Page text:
2. Fitness

Young Children Learn A Lot When They Play

Playing with others is important to a child’s development. Life skills are learned when children play that can help them to make and keep friends. As a parent you can encourage your child to take part in healthy playtime by taking your child to a park to play with other children or by joining an organized play group. Aggressive behavior between children is normal, but as a parent and supervisor there are a number of steps you can take to keep aggressive behavior to a minimum.

Playing With Others is Important Child’s Work

  • Support play by making your home a good place to play.
  • Teach the skills needed to play well with others.
  • Learning to play well with others is not a one-time lesson. It takes time and practice.
  • Important life skills are learned when children play. These skills will help them make and keep friends.

When young children play with children close to their own age, they learn:

  • How to cooperate
  • When to lead and when to follow
  • How to solve problems

Create Play Opportunities

Invite other children to your home or to play in the neighborhood park.

  • The first visit needs to be short (about 1 hour) and is best with only one other child.
  • Plan to end before everyone gets too tired.
  • Know how to contact the other child’s parent.

Go to another child’s home.

  • For the first visit, you may want to stay until you know your child is comfortable being there without you.
  • Get to know the other child’s parents. You might be able to help each other out!

Join an organized play group.

When playing without parents, children do best with a small number of children.

Find out with whom your child likes to play.

For children in child care, preschool, and play groups, invite a friend to your house or to the park.

Make Your Home a Great Place to Play

  • Plan ahead. Avoid things like superhero dress-up clothes and toy guns that encourage aggressive play.
  • Find out what your visitor enjoys. Ask your child what activities the friend enjoys. Playtime will be more fun, and this teaches your child to be thoughtful.
  • Have enough items for everyone. If there aren’t enough, suggest another activity.
  • Your child’s “favorite thing” does not need to be shared. Let your child put away a few things that are off limits.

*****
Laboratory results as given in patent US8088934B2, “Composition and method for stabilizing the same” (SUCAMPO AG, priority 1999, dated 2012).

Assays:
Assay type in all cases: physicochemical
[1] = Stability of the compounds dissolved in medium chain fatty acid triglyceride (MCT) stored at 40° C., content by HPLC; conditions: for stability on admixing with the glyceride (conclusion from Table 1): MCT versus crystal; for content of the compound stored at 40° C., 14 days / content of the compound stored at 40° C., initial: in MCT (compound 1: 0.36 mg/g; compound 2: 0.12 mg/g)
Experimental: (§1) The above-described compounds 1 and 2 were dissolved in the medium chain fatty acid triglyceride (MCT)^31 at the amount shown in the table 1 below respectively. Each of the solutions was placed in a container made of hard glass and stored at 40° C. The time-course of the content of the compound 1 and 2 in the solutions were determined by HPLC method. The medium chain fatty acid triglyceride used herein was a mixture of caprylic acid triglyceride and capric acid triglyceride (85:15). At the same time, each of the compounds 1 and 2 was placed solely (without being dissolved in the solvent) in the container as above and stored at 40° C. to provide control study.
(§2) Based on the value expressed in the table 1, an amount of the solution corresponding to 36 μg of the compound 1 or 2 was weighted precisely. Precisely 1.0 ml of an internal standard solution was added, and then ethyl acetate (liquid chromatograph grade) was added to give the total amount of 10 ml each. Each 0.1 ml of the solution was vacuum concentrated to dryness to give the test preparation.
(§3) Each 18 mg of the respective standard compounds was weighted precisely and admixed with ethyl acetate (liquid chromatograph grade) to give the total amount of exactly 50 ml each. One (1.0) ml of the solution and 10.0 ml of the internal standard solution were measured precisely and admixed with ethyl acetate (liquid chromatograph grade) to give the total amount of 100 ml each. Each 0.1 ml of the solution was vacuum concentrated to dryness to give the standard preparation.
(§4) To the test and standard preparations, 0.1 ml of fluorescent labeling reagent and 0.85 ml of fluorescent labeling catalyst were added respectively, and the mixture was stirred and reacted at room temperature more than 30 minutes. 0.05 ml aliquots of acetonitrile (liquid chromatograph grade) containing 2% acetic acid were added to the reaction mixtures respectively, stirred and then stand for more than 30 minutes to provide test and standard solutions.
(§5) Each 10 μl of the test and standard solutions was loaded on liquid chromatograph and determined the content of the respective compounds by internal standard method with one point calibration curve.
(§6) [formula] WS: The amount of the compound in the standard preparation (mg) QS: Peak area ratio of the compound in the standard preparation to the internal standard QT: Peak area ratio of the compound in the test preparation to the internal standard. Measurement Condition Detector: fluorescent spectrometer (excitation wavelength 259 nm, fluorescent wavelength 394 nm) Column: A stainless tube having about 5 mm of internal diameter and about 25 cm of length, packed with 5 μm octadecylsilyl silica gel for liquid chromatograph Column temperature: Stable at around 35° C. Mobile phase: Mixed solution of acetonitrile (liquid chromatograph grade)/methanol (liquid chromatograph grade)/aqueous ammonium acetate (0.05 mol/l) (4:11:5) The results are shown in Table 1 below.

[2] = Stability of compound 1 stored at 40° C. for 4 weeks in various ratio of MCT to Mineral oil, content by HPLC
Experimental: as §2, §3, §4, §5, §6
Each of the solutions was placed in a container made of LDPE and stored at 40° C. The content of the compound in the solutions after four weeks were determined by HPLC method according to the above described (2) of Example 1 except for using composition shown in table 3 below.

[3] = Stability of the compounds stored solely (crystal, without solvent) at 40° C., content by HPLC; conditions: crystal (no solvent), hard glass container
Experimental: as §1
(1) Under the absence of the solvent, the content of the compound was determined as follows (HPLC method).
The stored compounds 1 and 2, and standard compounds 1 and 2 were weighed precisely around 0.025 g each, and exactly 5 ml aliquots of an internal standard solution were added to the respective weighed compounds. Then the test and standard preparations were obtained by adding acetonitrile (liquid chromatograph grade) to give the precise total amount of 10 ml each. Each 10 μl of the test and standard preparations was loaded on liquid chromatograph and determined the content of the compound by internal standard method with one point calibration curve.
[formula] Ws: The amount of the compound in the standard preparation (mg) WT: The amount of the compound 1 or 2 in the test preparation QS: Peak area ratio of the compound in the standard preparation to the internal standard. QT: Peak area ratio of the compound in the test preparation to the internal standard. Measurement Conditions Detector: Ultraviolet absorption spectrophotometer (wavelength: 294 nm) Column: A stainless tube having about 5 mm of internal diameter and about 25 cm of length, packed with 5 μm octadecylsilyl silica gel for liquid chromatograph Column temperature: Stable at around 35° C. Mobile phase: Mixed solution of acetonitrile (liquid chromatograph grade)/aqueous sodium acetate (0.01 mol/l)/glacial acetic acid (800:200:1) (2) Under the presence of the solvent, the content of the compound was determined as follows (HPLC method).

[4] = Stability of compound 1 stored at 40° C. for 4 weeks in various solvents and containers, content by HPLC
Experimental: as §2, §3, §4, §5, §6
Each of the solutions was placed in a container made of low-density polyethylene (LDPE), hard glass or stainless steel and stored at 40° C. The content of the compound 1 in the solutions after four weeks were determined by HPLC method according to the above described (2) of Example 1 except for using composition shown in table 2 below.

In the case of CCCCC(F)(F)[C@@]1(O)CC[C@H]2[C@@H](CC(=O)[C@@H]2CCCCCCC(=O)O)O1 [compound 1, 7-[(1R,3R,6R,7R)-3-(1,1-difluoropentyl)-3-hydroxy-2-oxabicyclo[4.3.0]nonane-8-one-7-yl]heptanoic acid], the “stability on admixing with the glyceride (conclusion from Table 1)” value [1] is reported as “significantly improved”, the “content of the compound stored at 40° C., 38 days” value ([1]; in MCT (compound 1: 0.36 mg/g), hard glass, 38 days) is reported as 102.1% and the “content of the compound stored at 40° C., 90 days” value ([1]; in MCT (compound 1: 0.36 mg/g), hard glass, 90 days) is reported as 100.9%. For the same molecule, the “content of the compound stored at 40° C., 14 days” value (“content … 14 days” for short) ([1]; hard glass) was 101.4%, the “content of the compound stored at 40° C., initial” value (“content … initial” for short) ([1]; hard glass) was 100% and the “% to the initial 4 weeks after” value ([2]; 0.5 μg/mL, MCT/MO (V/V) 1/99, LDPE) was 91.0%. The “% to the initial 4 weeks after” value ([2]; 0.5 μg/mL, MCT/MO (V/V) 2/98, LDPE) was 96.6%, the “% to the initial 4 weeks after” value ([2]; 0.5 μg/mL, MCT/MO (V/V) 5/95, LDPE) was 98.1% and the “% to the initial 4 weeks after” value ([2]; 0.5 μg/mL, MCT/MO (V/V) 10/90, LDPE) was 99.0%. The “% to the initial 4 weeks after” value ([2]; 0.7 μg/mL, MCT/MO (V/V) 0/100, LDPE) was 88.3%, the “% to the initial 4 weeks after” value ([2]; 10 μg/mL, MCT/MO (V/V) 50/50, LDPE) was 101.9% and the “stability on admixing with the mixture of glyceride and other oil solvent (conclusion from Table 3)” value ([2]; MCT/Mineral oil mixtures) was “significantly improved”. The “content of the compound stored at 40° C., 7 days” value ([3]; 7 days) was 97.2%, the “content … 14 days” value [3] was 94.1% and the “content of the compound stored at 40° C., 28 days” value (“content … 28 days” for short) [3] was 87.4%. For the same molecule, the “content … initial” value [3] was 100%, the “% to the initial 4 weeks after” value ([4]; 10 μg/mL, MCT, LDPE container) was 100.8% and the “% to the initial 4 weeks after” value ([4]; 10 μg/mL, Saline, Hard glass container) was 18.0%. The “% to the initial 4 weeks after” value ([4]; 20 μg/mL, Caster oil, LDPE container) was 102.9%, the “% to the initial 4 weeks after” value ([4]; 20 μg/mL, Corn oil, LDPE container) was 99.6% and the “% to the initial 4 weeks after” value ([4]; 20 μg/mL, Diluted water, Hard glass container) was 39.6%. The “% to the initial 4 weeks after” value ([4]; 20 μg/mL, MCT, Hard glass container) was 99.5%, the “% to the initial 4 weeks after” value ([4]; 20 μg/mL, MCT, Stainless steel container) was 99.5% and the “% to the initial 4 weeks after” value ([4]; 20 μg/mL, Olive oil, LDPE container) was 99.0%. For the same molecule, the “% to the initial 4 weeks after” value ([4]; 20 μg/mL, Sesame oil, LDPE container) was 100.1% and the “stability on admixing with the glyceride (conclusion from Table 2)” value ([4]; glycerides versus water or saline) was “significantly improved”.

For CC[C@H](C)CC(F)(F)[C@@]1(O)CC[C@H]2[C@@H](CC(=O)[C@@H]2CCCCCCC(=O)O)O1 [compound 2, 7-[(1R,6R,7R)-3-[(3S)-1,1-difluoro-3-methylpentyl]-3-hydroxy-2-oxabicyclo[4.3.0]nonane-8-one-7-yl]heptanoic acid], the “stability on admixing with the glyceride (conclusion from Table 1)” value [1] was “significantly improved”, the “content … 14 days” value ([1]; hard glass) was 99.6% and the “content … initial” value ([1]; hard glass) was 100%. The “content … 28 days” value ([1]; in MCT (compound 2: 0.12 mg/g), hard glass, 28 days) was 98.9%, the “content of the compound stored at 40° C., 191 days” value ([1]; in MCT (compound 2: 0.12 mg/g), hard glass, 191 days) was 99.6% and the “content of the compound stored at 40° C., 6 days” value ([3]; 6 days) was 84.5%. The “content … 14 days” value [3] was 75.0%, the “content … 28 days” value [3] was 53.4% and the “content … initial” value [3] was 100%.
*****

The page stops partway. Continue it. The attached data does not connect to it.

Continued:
• Make your home a safe place. Poisons need to be locked away. Homes without guns are the safest. But if there are guns, they need to be stored locked and unloaded; bullets need to be stored in another locked place.
  • Do not overplan. Just set the stage with materials and ideas. Let the children use their creativity and imaginations!

Help the children with some activities, like cutting out shapes for arts and crafts, and keep an eye on them at all times. For the most part, it is better if you only get involved when they need your help. Give them a chance to resolve differences on their own.

Teach Your Child to Be A Good Playmate

Before, during, and after your child plays with other children, talk about how to get along with others.

Set a few simple and very specific rules.

  • “People are not for hitting.”
  • “We do not grab toys from other children.”

Help your child express likes, dislikes, and desires with words. Review what to say.

  • “I like to paint on the easel.”
  • “I do not like to…”
  • “I want to be a firefighter.”

Show your child how to solve problems.   Explain why something is not possible and offer other choices.

  • “Tell Julie you don’t like to be pushed on the swing. Maybe you would both like to ride on the seesaw instead.”

Notice and praise the children for things that went well.

  • “I really liked the way you remembered to take turns with the watering can.”
  • “It was great to hear you using your polite words!”

Agressive Behavior is Normal

Since it is hard for young children to understand someone else’s point of view, there will be some arguments. Young children react to the moment and may do things without thinking. 

Aggressive behavior is often not meant to be hostile or to hurt others. In fact, young children frequently get upset when another child gets hurt while playing.

When something happens that is upsetting, talk with everyone. Help each child try to see the other child’s point of view. This way, children will learn how to avoid and deal with arguments.